Moreover, the utilisation of decompressive craniectomy in the management of simultaneous bilateral ICH has not previously been reported. The rational of the operative procedure in the setting of ICH is to prevent the associated haematoma mass effect as well as the toxic effects of haematoma degradation (Fung et al., 2012). Decompressive craniectomy has been successfully applied in various other causes of intracranial space-occupying pathology, including major ischaemic stroke and trauma, with studies showing significant clinical benefit. The role of decompressive craniectomy in the setting of ICH, however, is far more questionable, and current studies remain inconclusive about its value (Fung et al., 2012). However there is evidence of benefit in certain subgroups of patients with ICH, and we maintain that its role in the setting of ICH has not yet been fully elucidated. 

Case Report

A 49 year old Afro-Caribbean man was found unconscious at home with vomit around their mouth, and evidence of both faecal and urinary incontinence. The patient had no significant past medical history, lived alone, and worked as a data analyst. During their hospital stay it emerged that one month prior to admission, the patient had been fixing his boiler, when he involuntarily inhaled a large volume of released gas, carbon monoxide (CO).

On admission, the patient was tachycardic (130bpm) and hypertensive (160/90mmHg) with a Glasgow Coma Scale (GCS) of 5 (E1V1M3). He was resuscitated, intubated and ventilated, and a CT head performed. This revealed bilateral basal ganglia haemorrhages (Figure 1).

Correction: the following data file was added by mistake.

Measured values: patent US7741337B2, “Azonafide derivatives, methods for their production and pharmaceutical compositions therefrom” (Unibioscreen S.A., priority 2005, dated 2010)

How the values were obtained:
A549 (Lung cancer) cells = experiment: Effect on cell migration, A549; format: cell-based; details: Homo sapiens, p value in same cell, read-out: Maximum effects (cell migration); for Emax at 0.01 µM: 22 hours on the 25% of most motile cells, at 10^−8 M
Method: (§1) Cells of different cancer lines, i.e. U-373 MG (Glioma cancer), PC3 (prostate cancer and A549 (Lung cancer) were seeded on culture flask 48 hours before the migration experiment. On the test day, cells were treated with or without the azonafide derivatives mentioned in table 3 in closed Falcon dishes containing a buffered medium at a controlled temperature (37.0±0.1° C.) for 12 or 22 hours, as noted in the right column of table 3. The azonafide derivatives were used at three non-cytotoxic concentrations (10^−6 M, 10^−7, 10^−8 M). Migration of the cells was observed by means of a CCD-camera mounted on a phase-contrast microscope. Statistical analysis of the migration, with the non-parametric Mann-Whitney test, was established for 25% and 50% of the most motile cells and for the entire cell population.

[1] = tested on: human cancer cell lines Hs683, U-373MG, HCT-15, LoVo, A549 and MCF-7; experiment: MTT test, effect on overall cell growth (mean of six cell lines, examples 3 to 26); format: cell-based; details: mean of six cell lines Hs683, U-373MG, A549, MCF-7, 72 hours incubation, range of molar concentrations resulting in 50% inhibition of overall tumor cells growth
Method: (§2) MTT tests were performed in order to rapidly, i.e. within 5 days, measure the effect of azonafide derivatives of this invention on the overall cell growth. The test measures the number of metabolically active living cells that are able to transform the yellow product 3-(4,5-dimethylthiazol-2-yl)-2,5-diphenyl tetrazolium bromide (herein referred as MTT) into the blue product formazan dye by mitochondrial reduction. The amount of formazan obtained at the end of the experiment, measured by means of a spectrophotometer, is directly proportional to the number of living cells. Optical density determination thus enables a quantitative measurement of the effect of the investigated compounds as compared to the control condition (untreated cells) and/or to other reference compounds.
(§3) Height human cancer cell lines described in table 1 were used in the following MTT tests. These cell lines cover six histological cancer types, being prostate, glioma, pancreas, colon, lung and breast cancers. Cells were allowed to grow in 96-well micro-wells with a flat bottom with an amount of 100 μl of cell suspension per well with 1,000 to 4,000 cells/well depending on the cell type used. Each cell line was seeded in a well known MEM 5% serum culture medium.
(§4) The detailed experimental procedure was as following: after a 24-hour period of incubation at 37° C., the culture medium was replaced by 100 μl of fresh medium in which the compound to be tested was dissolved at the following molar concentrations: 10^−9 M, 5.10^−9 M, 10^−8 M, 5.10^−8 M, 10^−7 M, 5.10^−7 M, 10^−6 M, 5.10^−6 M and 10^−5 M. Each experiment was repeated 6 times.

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Figure 1: Axial CT head showing bilateral basal ganglia haemorrhages (red arrows). The sulci, ventricles, and cisterns are effaced demonstrating the significant mass effect exerted by the haemorrhages
 

The raised intracranial pressure (ICP) was refractory to medical management, and the patient underwent urgent bilateral frontotemporal decompressive craniectomies with durotomies. Post-operative continuous ICP monitoring confirmed values within normal limits and imaging revealed satisfactory decompression (Figure 2). The patient was managed in the neurosurgical intensive therapy unit (ITU) for four weeks, during which time a surgical tracheostomy was performed. They did not succumb to their disease, but improved neurologically, with preserved brainstem reflexes. Subsequent MRI of the brain revealed additional foci of haemorrhage within the pons (Figure 3), however, an MR-Angiogram did not reveal any abnormal intracranial vessels.

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Figure 2: Axial CT head at day 4 post operatively illustrating bifrontal decompressive craniectomies and resolving basal ganglia haemorrhages (red arrows)

 

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Figure 3: Axial T2 weighted MRI head undertaken at day 14 post operatively again showing the resolving bilateral basal ganglia haemorrhages (thick red arrows), with perilesional oedema, and the haemorrhagic foci within the pons (small red arrows).